May 28, 2010

NSEERS and Arizona’s Anti-Immigrant Law: What’s the Connection?

By Priya Murthy, Esq. Policy Director at South Asian Americans Leading Together (SAALT)

You’ve probably heard about Arizona’s recent anti-immigrant legislation signed into law in late April. Under the new policy, police are required to determine the immigration status of any one that they stop, detain, or arrest. In addition, it also allows race to be used as a factor in determining whether someone is in the country unlawfully and makes it a crime to not carry your immigration papers.

What does this have to do with the National Security Entry-Exit Registration System (NSEERS), a post-9/11 initiative instituted by the federal government requiring certain male nationals of predominantly Arab and Muslim-majority countries, including Bangladesh and Pakistan, to register with the government? The connections run deeper than you may first think.

First off, it’s probably no coincidence that both policies share the same chief architect and proponent, Kris Kobach. While at the Department of Justice in the wake of 9/11, he spearheaded efforts within the federal government that established the NSEERS program. In the years that passed, he began assisting state and local lawmakers in drafting, defending, and implementing anti-immigrant policies in Pennsylvania, Missouri, and, most recently, Arizona.

While sharing the same “inventor” is disturbing enough, the real similarities between the two policies become clear when you look at their impact on communities. Profiling is the result of both NSEERS and the Arizona law. Whether it is requiring individuals to register with the government simply because of their religion or national origin or allowing police to check the immigration status of anyone who appears “foreign”, the discrimination borne by communities of color is evident.

Communities that have been affected by profiling (including African-Americans, Arabs, Asians, Latinos, Muslims, Sikhs, and South Asians), know all too well that such policies diminish trust with law enforcement and undermine public safety. As a result of NSEERS, witnesses and victims of crimes (such as domestic violence, hate crimes, and even national security threats) were reluctant to reach out to police for assistance, and the Arizona law stands to have the same repercussions. At the same time, there is no evidence that either program will achieve the purported goal of keeping this country any safer.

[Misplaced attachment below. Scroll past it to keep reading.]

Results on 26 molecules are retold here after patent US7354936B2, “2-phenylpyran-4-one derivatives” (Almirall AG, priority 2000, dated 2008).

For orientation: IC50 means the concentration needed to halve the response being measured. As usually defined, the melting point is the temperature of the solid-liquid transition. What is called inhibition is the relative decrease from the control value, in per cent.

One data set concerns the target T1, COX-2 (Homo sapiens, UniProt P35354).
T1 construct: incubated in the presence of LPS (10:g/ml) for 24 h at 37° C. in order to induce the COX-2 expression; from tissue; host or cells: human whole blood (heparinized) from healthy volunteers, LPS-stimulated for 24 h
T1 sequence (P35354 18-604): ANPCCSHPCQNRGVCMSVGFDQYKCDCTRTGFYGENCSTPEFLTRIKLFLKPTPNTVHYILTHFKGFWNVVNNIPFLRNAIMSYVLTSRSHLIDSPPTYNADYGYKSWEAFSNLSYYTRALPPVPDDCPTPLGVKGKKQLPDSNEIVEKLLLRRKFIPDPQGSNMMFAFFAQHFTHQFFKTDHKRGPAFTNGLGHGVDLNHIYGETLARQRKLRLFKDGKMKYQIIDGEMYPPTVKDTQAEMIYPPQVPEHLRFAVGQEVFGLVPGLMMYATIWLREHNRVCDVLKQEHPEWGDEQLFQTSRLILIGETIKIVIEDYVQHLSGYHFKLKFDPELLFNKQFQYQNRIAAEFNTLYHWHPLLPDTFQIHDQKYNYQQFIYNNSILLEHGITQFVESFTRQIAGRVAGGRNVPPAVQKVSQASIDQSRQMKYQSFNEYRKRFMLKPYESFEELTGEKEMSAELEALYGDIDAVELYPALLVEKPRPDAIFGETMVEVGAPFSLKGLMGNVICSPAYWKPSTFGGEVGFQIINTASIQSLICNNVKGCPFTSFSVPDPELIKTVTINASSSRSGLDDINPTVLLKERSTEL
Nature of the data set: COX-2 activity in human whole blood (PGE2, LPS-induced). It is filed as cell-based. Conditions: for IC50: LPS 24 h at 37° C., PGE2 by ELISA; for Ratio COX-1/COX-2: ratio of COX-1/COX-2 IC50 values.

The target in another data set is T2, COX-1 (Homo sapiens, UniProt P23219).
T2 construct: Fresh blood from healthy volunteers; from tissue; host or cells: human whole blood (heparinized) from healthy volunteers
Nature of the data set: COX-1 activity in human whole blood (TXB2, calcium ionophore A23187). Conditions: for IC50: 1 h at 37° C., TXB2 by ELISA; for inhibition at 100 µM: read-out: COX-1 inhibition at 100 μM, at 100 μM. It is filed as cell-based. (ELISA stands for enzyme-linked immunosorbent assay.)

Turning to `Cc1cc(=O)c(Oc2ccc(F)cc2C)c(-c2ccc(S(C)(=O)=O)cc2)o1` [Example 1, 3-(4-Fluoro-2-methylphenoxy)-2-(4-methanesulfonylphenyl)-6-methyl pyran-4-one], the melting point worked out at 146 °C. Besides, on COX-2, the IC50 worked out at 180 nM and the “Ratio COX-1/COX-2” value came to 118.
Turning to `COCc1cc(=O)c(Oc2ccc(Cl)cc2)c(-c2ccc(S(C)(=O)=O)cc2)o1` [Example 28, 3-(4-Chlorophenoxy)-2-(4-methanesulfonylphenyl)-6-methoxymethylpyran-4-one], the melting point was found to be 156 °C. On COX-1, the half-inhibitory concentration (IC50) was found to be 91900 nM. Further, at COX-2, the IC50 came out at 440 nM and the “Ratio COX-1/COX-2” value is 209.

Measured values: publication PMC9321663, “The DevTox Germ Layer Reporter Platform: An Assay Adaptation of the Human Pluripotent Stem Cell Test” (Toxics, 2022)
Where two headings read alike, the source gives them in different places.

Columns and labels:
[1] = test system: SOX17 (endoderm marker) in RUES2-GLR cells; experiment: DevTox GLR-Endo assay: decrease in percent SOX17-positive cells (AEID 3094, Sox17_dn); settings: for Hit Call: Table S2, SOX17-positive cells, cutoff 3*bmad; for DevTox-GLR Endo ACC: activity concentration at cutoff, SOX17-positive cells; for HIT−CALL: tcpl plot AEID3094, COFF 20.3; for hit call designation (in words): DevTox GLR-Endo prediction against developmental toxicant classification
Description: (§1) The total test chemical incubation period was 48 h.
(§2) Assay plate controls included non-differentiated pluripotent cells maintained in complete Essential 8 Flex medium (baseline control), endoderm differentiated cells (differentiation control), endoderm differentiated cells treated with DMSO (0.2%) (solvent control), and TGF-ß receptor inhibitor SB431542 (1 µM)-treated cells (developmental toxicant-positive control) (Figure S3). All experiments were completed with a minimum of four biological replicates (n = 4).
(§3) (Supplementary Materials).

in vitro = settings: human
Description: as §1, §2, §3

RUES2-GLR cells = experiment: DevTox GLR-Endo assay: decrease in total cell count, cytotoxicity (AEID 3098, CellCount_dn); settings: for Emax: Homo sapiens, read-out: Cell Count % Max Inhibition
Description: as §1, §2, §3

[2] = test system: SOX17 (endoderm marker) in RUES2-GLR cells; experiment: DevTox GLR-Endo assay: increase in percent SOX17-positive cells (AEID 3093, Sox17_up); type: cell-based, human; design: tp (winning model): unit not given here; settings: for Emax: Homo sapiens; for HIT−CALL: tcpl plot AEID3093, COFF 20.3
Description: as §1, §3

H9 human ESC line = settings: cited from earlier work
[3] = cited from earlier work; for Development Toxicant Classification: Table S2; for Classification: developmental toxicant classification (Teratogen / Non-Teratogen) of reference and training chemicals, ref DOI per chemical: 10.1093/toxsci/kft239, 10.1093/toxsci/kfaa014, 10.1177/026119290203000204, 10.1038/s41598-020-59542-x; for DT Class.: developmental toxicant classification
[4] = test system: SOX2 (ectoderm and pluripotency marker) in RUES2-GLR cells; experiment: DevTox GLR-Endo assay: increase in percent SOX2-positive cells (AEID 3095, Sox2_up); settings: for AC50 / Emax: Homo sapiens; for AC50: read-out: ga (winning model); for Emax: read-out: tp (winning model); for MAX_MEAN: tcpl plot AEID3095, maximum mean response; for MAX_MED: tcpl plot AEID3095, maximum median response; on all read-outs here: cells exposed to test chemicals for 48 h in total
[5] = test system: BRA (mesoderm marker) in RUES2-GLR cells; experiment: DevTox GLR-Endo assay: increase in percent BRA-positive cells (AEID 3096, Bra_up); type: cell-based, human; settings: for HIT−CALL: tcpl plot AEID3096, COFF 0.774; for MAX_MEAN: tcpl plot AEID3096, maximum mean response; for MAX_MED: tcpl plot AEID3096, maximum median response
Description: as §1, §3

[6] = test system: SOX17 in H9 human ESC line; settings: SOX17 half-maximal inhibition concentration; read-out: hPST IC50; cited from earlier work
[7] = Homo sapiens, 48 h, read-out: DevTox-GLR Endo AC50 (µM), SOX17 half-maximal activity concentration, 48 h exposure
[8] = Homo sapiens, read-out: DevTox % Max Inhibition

Which is why it’s no surprise that organizations that have worked with communities affected by NSEERS and other post-9/11 policies resulting in profiling have come out against the Arizona law. Two Arizona-based organizations, Arizona South Asians for Safe Families and the local chapter of theMuslim American Society joined a lawsuit, filed by the Asian Pacific American Legal Center and theAsian American Justice Center, challenging the new law’s constitutionality. National civil and immigrant rights organizations advocating on behalf of post-9/11 affected communities have also expressed concerns about the Arizona law as well, including the American-Arab Anti-Discrimination Committee, Rights Working Group, Muslim Public Affairs Council, and South Asian Americans Leading Together. Our communities know that profiling is wrong - whether it happens because of NSEERS or because of Arizona’s law, which is we need to stand together against policies that perpetuate it.